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Ellen G. White
Patriarchs and Prophets, 327-8

In deep sadness the people had buried their dead. Three thousand had fallen by the sword; a plague had soon after broken out in the encampment; and now the message came to them that the divine Presence would no longer accompany them in their journeyings. Jehovah had declared, “I will not go up in the midst of thee; for thou art a stiffnecked people: lest I consume thee in the way.” And the command was given, “Put off thy ornaments from thee, that I may know what to do unto thee.” Now there was mourning throughout the encampment. In penitence and humiliation “the children of Israel stripped themselves of their ornaments by the mount Horeb.” PP 327.1

By the divine direction the tent that had served as a temporary place of worship was removed “afar off from the camp.” This was still further evidence that God had withdrawn His presence from them. He would reveal Himself to Moses, but not to such a people. The rebuke was keenly felt, and to the conscience-smitten multitudes it seemed a foreboding of greater calamity. Had not the Lord separated Moses from the camp that He might utterly destroy them? But they were not left without hope. The tent was pitched without the encampment, but Moses called it “the tabernacle of the congregation.” All who were truly penitent, and desired to return to the Lord, were directed to repair thither to confess their sins and seek His mercy. When they returned to their tents Moses entered the tabernacle. With agonizing interest the people watched for some token that his intercessions in their behalf were accepted. If God should condescend to meet with him, they might hope that they were not to be utterly consumed. When the cloudy pillar descended, and stood at the entrance of the tabernacle, the people wept for joy, and they “rose up and worshiped, every man in his tent door.” PP 327.2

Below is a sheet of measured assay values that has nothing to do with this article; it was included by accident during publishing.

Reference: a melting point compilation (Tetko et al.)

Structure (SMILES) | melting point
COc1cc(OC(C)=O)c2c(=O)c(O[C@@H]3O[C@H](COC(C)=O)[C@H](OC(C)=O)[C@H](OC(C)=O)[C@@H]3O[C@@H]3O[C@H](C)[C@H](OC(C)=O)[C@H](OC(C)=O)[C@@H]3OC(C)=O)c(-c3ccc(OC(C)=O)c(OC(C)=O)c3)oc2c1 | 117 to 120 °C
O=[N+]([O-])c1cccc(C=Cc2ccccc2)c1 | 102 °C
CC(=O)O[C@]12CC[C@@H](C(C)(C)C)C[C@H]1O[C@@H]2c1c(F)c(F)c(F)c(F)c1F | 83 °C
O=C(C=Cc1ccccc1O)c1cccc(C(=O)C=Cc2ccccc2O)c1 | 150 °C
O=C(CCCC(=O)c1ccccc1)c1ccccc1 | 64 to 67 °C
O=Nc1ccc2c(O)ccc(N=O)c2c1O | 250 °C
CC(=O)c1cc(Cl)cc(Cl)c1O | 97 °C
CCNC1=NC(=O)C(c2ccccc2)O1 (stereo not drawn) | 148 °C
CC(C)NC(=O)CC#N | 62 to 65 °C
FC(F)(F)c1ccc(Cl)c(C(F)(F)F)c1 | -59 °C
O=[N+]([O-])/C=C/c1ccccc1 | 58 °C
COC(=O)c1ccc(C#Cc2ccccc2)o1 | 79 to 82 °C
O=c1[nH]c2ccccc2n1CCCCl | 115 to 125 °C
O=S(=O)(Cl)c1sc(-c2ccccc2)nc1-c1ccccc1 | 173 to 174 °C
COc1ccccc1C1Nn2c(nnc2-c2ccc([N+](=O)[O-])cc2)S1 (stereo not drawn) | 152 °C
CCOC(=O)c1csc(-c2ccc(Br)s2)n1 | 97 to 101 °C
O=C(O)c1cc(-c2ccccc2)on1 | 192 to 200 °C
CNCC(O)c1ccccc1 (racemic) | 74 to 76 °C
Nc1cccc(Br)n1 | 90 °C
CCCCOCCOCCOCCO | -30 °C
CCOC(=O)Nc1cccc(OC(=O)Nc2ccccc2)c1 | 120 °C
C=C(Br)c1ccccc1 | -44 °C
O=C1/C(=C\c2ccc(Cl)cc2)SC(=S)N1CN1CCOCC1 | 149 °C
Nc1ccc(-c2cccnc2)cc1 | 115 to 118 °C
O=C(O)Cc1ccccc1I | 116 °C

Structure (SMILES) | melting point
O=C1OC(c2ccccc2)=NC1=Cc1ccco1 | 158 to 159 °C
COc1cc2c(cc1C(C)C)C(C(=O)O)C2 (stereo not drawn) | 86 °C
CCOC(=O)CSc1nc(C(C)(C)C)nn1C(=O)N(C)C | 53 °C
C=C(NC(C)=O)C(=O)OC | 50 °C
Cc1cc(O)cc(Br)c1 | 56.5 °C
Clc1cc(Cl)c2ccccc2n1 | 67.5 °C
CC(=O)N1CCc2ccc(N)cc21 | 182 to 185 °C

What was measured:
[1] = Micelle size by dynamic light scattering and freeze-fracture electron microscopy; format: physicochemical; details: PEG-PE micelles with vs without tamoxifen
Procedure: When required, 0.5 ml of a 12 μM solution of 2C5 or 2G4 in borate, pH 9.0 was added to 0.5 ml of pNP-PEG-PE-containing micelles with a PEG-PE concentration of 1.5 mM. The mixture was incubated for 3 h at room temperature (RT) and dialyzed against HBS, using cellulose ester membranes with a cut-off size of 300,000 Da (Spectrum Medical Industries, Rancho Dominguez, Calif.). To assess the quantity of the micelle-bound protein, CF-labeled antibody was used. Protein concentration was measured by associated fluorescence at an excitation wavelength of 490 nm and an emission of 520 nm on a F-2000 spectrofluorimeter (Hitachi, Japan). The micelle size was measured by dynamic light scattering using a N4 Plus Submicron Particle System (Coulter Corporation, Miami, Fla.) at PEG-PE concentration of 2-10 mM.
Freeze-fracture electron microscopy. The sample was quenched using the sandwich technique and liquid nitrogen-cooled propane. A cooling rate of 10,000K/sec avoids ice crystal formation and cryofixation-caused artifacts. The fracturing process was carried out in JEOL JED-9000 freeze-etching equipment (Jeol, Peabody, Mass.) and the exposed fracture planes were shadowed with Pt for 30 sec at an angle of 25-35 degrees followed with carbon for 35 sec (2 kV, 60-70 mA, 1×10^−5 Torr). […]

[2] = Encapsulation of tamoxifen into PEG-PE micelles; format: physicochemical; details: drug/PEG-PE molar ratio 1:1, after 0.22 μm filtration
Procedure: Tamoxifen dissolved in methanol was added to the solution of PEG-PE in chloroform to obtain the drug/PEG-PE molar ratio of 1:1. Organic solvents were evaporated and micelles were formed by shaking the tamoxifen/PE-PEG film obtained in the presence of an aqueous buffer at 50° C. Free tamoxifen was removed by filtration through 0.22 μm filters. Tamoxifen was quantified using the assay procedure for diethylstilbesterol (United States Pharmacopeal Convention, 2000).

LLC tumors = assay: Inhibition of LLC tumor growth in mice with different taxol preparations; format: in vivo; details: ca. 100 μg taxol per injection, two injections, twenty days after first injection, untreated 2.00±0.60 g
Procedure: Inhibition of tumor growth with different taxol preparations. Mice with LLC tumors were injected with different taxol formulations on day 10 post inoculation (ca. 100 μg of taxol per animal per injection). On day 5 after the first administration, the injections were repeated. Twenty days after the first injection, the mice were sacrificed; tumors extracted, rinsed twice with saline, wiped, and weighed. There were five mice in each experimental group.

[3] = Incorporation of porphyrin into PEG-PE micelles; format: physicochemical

Moses knew well the perversity and blindness of those who were placed under his care; he knew the difficulties with which he must contend. But he had learned that in order to prevail with the people, he must have help from God. He pleaded for a clearer revelation of God's will and for an assurance of His presence: “See, Thou sayest unto me, Bring up this people: and Thou hast not let me know whom Thou wilt send with me. Yet Thou hast said, I know thee by name, and thou hast also found grace in My sight. Now therefore, I pray Thee, if I have found grace in Thy sight, show me now Thy way, that I may know Thee, that I may find grace in Thy sight: and consider that this nation is Thy people.” PP 327.3